An excellent teacher is a master in the basics of Learning process. He knows exactly how mind assimilates new knowledge with the old one. Writing on board, explaining with examples and / or giving students homework and reading assignment is passe in today’s world. This may help students get good marks but will not make them intellectually solid or strong problem-solver.

    A good teacher must have the quality to make his students THINK. This is the most powerful way to push new knowledge in the mind and at the same time challenging the stored knowledge in mind!! I try this method with my students and the results are amazing. Students like teachers who step down from their high chair and sit down with the students on the ground at the same knowledge level.

    Knowledge passes from teachers mind into the child’s mind through a bridge of friendship, trust, respect and true love between the two. Teaching is nothing else but planting the seeds of thinking and nurturing them with motivational and inspirational fertilizer and watering them with the best of human emotions and feelings.

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  • Doug Eikermann August 12, 2012 at 3:17 pm

    Connecting the students’ existing knowledge to the new material you would like them to absorb is indeed basic to good teaching. Thank you for reading the article and for taking the time to comment.

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  • JITHU August 19, 2012 at 7:03 am

    I think loving and caring and even discipline maintaining.

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  • PATRICIA ADIDU JOHN September 2, 2012 at 1:39 pm

    A person who has the ability to capture and sustain the attention of students regardless of the conditions around is a good teacher

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  • sihah aziz September 10, 2012 at 12:57 am

    thank you for this good essay about good teachers and i am sure i`ll get benefit from it.

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  • rajkishor October 9, 2012 at 12:45 am

    Excellent article, and by reading such one teacher will be enlightened.

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  • Nicholas Lloyd October 17, 2012 at 4:40 am

    Dear Doug.

    Thank you for this list! I am not a born teacher but “fell” into teaching after being made redundant in industry, my main successes having been in 1 to 1 tutoring. I suppose this is mainly to do with “a good teacher is always honest”.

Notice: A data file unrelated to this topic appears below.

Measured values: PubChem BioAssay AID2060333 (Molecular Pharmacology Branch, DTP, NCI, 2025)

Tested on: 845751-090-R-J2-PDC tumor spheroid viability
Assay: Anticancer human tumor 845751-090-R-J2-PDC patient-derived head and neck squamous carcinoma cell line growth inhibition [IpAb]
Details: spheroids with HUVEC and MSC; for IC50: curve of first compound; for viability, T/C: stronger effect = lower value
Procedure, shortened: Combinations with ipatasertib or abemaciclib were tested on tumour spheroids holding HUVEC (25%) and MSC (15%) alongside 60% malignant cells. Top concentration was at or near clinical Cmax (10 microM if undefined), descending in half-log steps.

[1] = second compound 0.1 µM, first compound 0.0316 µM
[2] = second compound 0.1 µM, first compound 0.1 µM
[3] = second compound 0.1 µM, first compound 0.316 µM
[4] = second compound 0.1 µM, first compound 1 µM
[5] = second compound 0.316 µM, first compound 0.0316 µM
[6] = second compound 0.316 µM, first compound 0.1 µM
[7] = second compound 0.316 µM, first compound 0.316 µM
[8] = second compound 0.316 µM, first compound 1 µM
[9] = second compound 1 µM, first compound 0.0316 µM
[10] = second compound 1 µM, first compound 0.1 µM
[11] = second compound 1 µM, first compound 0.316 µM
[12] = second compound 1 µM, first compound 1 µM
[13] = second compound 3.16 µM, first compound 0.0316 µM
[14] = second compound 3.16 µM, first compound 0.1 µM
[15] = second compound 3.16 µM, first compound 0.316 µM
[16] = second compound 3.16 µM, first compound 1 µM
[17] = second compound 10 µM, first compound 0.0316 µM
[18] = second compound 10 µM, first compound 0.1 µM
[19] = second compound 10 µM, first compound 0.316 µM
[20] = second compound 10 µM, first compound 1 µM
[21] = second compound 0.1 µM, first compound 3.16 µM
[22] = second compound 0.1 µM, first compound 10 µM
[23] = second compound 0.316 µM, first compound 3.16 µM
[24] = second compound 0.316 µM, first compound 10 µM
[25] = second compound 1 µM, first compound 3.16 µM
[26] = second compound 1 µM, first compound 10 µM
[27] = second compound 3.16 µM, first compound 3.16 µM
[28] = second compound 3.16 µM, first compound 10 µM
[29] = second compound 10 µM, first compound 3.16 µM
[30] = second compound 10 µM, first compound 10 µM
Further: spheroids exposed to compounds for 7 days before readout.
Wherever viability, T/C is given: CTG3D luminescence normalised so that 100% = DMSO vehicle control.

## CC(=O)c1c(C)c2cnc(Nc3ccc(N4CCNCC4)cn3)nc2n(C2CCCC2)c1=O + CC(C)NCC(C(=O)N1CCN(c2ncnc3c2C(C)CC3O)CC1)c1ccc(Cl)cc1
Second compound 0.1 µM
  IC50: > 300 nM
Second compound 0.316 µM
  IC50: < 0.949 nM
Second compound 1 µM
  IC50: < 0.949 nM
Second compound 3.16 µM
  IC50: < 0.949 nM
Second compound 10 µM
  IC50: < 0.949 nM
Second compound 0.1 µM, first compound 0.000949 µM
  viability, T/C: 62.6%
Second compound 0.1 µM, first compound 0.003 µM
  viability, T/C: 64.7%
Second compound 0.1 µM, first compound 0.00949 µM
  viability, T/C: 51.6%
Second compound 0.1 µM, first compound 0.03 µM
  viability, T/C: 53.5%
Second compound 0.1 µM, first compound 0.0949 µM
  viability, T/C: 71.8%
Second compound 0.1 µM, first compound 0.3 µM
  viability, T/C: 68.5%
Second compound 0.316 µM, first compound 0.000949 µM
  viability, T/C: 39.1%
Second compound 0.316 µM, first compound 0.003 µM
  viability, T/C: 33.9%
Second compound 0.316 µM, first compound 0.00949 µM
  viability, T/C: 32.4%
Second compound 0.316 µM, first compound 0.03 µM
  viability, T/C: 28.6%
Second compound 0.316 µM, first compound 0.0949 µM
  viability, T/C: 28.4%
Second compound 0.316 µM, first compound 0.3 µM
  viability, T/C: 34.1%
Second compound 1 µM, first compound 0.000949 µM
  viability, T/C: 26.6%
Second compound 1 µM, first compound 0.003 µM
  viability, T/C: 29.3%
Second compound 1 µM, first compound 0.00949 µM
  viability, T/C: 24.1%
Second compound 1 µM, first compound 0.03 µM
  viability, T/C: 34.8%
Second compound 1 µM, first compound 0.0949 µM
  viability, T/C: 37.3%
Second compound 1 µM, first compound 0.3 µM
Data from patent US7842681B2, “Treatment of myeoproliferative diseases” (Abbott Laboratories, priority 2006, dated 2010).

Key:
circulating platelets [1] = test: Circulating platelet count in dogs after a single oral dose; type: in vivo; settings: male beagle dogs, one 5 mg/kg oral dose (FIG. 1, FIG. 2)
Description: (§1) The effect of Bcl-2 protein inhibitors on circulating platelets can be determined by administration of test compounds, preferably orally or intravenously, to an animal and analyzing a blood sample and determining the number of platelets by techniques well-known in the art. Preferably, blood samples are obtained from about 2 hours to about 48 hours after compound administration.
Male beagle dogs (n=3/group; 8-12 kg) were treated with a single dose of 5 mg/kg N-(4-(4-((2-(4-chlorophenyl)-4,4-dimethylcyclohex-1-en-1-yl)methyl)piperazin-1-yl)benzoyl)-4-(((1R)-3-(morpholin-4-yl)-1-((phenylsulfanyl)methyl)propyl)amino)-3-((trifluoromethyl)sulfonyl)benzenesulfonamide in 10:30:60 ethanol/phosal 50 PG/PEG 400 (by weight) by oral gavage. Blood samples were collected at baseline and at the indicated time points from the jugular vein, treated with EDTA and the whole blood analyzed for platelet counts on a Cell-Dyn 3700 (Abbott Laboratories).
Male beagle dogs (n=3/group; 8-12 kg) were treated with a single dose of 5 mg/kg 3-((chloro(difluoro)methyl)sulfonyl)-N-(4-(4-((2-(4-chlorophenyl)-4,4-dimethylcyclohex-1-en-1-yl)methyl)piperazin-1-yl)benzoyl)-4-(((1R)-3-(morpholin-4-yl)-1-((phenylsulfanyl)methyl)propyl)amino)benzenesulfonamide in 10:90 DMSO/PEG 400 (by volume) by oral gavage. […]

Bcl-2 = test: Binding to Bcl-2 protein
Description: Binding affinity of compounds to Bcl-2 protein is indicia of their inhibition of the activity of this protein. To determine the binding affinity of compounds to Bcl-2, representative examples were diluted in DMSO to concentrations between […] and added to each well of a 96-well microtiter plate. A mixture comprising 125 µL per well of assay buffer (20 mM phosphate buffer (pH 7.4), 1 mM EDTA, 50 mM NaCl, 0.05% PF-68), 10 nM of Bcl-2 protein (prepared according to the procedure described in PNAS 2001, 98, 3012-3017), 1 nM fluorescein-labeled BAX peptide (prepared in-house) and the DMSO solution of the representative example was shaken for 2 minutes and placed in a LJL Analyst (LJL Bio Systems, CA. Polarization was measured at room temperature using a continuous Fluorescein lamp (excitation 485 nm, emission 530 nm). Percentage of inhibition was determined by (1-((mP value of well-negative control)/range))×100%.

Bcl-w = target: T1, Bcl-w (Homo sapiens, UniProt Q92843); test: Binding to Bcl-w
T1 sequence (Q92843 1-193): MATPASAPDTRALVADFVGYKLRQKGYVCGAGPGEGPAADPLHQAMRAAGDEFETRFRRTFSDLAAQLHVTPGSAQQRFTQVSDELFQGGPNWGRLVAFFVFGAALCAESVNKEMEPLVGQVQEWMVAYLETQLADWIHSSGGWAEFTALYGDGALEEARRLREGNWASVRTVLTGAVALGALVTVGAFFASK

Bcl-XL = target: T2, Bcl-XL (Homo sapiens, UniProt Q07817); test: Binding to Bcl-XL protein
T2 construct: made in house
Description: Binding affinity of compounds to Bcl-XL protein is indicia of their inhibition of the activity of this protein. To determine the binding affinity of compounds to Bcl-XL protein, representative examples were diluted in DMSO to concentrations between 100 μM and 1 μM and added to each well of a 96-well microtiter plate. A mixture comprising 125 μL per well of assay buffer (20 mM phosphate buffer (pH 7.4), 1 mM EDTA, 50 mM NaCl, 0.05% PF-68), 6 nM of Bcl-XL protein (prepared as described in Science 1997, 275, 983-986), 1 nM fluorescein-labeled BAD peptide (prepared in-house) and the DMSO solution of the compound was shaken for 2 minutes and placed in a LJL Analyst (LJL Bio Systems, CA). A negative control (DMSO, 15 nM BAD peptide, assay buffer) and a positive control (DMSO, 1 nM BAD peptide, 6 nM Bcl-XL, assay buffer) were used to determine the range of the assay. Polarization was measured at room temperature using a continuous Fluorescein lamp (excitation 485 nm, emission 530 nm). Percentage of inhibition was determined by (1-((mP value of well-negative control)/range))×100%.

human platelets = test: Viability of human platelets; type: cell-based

Having recently done a TEFL course with LTTC, I had to answer the question “What are the qualities of a good teacher?” I put off answering this like the plague, because I know jolly well that I have not been a good one! Here are a few of my confessions:

    – I’ve been a good actor, only pretending to know stuff, then looking it up in the student’s book when they come to me. (It’s not all bad being a good actor though…) This was fine when I was younger and had had less time to swot, but doesn’t look so good now…
    – I have not always been organised, sometimes letting myself drift into whatever the outside world presents to me. This has proved VERY uncomfortable!
    – I have not always been a good communicator of my needs and expectations, either to my pupils or to my school authorities – and when they failed me, I sank!
    – As for patience, I have often had a very short fuse in classes, particularly with students who have the same weaknesses as myself!

    (Note for anyone else who lacks confidence in themselves: I have changed the above tense into the PAST, because starting NOW I am going to be different!)

    I am DEFINITELY not a born teacher! I am still struggling, but then perhaps I can be compassionate with others who are struggling. Since I stopped pretending I have found I relate better to students, even with my weaknesses. I’ve also found I have friends in my colleagues, not competitors. After all, being a teacher is not to set yourself up on a pedestal, or to satisfy a craving to appear great (how ridiculous!), but rather to help students to be themselves in the best sense, to become what they can become, to believe in them and to keep telling them you do.